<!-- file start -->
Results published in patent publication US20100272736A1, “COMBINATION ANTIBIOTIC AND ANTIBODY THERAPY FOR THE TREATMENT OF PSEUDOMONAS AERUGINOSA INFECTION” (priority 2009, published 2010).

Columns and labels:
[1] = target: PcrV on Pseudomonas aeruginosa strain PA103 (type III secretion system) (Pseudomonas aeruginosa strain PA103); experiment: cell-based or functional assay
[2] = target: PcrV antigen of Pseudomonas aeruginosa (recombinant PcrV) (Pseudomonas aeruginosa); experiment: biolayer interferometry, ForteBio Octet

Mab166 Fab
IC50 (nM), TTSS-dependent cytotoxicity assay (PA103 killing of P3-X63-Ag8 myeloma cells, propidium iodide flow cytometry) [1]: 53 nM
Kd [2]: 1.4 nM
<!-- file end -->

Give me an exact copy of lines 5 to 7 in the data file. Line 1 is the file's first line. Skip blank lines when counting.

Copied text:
Mab166 Fab
IC50 (nM), TTSS-dependent cytotoxicity assay (PA103 killing of P3-X63-Ag8 myeloma cells, propidium iodide flow cytometry) [1]: 53 nM
Kd [2]: 1.4 nM